FILE PHOTO: A vial and sryinge are seen in front of a displayed Johnson&Johnson logo in this illustration taken January 11, 2021. REUTERS/Dado Ruvic/Illustration/File Photo

The announcement came shortly after success was announced for another vaccine.

The Novavax vaccine trials showed it offers 89 per cent protection against coronavirus.

The product is due to be manufactured in Britain and appears to be effective against the original strain of coronavirus and a mutant strain first identified in Kent, south-east England.

The Novavax drug showed about 60 per cent effectiveness against the strain of Covid-19 first identified in South Africa, which has been problematic for scientists owing to concerns it may evade vaccines.

The UK secured access to 60 million Novavax doses, which will be available in the second half of this year if the vaccine is approved by the medicines regulator.

More than 15,000 people in the UK took part in the clinical trial, of whom 27 per cent were aged 65 or older. The study assessed how effective the vaccine was when transmission of Covid-19 was high in the UK, and with the variant strain first identified in England circulating widely.

Prof Paul Heath, Novavax’s clinical trial chief investigator, said the data showed science was able to respond to mutations.

Kate Bingham, the former head of the UK’s vaccine task force and the person who placed the orders for Novavax doses, said she was delighted but the next goal was to find an easier way to administer vaccines.

“Frankly, two injections delivered by healthcare professionals is not a good way of delivering vaccines,” she said. “We need to get vaccine formats that are much more scalable and distributable. So whether they’re pills or patches or nose sprays, we need to find better ways of delivering vaccines.”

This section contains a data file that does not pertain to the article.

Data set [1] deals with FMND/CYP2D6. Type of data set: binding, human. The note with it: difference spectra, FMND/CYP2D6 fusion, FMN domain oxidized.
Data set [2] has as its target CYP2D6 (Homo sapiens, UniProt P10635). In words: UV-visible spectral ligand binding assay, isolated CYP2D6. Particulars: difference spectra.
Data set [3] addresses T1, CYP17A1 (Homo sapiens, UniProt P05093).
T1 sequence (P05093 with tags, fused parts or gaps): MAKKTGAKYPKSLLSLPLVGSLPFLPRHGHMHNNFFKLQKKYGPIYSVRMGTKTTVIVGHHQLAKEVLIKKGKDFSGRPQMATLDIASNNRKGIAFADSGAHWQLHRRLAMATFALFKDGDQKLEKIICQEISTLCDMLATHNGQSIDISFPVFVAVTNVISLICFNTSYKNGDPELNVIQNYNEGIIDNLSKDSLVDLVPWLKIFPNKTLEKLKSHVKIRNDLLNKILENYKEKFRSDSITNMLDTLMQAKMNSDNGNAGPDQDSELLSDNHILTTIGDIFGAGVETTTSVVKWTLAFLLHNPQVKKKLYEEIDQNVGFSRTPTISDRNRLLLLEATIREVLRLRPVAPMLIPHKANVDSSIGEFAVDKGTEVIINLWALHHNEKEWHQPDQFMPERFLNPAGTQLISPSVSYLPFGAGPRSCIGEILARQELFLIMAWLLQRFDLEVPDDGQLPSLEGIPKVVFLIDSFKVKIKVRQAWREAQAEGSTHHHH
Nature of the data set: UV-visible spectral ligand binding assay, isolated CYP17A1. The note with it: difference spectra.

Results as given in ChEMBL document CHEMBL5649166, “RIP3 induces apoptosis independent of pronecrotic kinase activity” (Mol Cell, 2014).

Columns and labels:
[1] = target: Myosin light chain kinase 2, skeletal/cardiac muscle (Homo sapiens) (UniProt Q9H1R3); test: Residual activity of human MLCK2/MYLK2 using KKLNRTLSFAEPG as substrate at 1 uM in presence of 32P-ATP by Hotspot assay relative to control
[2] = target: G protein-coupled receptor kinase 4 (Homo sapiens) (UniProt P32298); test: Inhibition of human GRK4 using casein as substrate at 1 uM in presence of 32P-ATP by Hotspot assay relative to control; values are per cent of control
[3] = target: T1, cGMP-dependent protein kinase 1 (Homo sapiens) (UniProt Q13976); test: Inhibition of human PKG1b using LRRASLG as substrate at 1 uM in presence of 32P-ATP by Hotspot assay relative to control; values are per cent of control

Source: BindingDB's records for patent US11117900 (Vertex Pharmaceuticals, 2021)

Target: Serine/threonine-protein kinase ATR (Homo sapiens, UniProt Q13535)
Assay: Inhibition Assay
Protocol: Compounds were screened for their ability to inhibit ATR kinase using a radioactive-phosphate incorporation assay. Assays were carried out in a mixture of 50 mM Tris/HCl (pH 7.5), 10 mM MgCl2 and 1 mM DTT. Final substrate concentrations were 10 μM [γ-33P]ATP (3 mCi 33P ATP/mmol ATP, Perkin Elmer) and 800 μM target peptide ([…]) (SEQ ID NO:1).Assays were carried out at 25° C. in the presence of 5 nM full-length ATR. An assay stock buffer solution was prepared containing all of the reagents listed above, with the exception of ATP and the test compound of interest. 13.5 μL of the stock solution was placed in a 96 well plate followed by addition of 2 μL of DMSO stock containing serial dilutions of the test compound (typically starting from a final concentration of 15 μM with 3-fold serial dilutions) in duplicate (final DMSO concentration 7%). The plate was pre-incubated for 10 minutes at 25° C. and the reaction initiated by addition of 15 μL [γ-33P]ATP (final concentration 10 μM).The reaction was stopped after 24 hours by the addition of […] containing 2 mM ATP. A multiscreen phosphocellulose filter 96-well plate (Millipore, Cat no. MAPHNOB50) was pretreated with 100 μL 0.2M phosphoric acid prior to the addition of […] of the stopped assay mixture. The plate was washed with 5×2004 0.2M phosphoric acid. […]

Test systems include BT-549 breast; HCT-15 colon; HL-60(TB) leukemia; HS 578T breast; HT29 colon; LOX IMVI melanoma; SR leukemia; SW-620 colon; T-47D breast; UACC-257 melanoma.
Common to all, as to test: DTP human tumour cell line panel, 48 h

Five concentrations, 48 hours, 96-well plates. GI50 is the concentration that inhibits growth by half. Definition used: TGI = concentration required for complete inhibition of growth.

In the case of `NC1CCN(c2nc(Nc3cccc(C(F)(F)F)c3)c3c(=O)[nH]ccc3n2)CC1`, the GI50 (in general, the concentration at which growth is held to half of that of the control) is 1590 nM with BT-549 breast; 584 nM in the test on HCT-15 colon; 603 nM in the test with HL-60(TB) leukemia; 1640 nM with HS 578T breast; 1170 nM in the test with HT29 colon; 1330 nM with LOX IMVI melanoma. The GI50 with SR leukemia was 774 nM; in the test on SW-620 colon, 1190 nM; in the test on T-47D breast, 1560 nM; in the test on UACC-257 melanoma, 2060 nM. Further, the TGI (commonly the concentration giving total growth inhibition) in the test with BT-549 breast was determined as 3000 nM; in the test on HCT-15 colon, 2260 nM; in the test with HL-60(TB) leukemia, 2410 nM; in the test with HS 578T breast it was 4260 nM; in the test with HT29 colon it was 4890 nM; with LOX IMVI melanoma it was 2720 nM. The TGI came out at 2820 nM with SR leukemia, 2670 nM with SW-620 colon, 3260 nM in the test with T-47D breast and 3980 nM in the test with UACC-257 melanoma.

Defeating the scourge, which has killed more than two million people worldwide, will require vaccinating billions, and the shots being rolled out in different countries so far all require two doses a few weeks apart for full protection. Early data is mixed on exactly how well all the different kinds work, but shots made by Pfizer-BioNTech and Moderna appear to be about 95 per cent protective after the second dose.

But amid shortages, some countries have advised delaying the second dose of certain vaccines with little data on how that would affect protection.

All Covid-19 vaccines train the body to recognise the new coronavirus, usually by spotting the spiky protein that coats it. But they are made in very different ways.

J&J’s shot uses a cold virus like a Trojan horse to carry the spike gene into the body, where cells make harmless copies of the protein to prime the immune system in case the real virus comes along.

Rival AstraZeneca makes a similar cold virus vaccine that requires two doses. Both the AstraZeneca and J&J vaccines can be stored in a refrigerator, making them easier to ship and to use in developing countries than the frozen kind made by Pfizer-BioNTech and Moderna.

It is not clear exactly how well the AstraZeneca version, being used in Britain and several other countries, works. Tests in Britain, South Africa and Brazil suggested two doses are about 70 per cent effective, although there are questions about how much protection older adults receive. An ongoing US study may provide more information.

J&J said its vaccine works consistently in a broad range of people. A third of participants were aged over 60, and more than 40 per cent had other conditions that put them at risk of severe Covid-19, such as obesity, diabetes and Aids.

J&J said the vaccine is safe, with reactions similar to other Covid-19 shots such as fever that occur when the immune system is revved up.

While it released few details, the company said there were no serious allergic reactions. But occasionally other Covid-19 vaccines trigger such reactions, which can be reversed if promptly treated – and authorities have warned people to be on the lookout, regardless of which type of vaccine is used.

J&J had hedged its bets with a study of a two-dose version of its vaccine, which is still under way.

EDITOR'S PICKS
NEWSLETTERS